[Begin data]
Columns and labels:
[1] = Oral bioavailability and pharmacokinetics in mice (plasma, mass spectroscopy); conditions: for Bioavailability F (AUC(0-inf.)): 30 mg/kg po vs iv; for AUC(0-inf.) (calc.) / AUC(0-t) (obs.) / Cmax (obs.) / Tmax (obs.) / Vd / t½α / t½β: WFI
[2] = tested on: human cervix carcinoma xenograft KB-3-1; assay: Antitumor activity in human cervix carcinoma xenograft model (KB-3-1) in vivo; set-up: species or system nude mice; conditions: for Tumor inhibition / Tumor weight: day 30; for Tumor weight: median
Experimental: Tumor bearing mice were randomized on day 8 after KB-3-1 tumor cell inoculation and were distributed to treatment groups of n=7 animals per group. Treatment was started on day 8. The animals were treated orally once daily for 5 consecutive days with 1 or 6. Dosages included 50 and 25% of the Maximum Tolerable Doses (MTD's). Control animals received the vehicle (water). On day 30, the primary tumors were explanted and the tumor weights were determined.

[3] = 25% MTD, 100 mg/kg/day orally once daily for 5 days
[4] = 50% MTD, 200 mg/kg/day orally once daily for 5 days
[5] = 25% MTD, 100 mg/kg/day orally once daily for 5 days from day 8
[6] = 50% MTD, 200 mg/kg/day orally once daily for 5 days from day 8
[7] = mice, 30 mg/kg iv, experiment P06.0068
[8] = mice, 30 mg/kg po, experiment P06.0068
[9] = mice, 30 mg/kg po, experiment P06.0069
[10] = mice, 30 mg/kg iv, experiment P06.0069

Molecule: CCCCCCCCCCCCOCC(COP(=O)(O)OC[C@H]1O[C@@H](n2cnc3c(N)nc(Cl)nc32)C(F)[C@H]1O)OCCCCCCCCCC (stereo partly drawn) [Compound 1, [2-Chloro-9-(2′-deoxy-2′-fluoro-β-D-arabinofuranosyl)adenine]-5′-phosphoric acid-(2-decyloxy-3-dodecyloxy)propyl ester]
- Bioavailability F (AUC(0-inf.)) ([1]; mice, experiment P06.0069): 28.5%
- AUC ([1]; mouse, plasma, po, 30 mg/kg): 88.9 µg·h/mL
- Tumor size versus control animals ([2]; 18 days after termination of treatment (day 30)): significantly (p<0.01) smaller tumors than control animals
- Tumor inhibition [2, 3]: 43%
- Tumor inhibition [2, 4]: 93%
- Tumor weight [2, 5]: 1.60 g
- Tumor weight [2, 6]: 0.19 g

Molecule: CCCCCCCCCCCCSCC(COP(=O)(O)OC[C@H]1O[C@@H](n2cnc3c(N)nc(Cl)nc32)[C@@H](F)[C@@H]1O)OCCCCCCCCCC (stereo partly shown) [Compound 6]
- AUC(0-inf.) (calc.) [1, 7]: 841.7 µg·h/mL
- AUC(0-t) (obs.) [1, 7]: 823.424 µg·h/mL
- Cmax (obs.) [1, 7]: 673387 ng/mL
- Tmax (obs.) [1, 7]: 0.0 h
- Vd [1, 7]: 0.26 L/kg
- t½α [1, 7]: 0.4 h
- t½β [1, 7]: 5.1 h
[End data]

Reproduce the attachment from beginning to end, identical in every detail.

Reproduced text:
Columns and labels:
[1] = Oral bioavailability and pharmacokinetics in mice (plasma, mass spectroscopy); conditions: for Bioavailability F (AUC(0-inf.)): 30 mg/kg po vs iv; for AUC(0-inf.) (calc.) / AUC(0-t) (obs.) / Cmax (obs.) / Tmax (obs.) / Vd / t½α / t½β: WFI
[2] = tested on: human cervix carcinoma xenograft KB-3-1; assay: Antitumor activity in human cervix carcinoma xenograft model (KB-3-1) in vivo; set-up: species or system nude mice; conditions: for Tumor inhibition / Tumor weight: day 30; for Tumor weight: median
Experimental: Tumor bearing mice were randomized on day 8 after KB-3-1 tumor cell inoculation and were distributed to treatment groups of n=7 animals per group. Treatment was started on day 8. The animals were treated orally once daily for 5 consecutive days with 1 or 6. Dosages included 50 and 25% of the Maximum Tolerable Doses (MTD's). Control animals received the vehicle (water). On day 30, the primary tumors were explanted and the tumor weights were determined.

[3] = 25% MTD, 100 mg/kg/day orally once daily for 5 days
[4] = 50% MTD, 200 mg/kg/day orally once daily for 5 days
[5] = 25% MTD, 100 mg/kg/day orally once daily for 5 days from day 8
[6] = 50% MTD, 200 mg/kg/day orally once daily for 5 days from day 8
[7] = mice, 30 mg/kg iv, experiment P06.0068
[8] = mice, 30 mg/kg po, experiment P06.0068
[9] = mice, 30 mg/kg po, experiment P06.0069
[10] = mice, 30 mg/kg iv, experiment P06.0069

Molecule: CCCCCCCCCCCCOCC(COP(=O)(O)OC[C@H]1O[C@@H](n2cnc3c(N)nc(Cl)nc32)C(F)[C@H]1O)OCCCCCCCCCC (stereo partly drawn) [Compound 1, [2-Chloro-9-(2′-deoxy-2′-fluoro-β-D-arabinofuranosyl)adenine]-5′-phosphoric acid-(2-decyloxy-3-dodecyloxy)propyl ester]
- Bioavailability F (AUC(0-inf.)) ([1]; mice, experiment P06.0069): 28.5%
- AUC ([1]; mouse, plasma, po, 30 mg/kg): 88.9 µg·h/mL
- Tumor size versus control animals ([2]; 18 days after termination of treatment (day 30)): significantly (p<0.01) smaller tumors than control animals
- Tumor inhibition [2, 3]: 43%
- Tumor inhibition [2, 4]: 93%
- Tumor weight [2, 5]: 1.60 g
- Tumor weight [2, 6]: 0.19 g

Molecule: CCCCCCCCCCCCSCC(COP(=O)(O)OC[C@H]1O[C@@H](n2cnc3c(N)nc(Cl)nc32)[C@@H](F)[C@@H]1O)OCCCCCCCCCC (stereo partly shown) [Compound 6]
- AUC(0-inf.) (calc.) [1, 7]: 841.7 µg·h/mL
- AUC(0-t) (obs.) [1, 7]: 823.424 µg·h/mL
- Cmax (obs.) [1, 7]: 673387 ng/mL
- Tmax (obs.) [1, 7]: 0.0 h
- Vd [1, 7]: 0.26 L/kg
- t½α [1, 7]: 0.4 h
- t½β [1, 7]: 5.1 h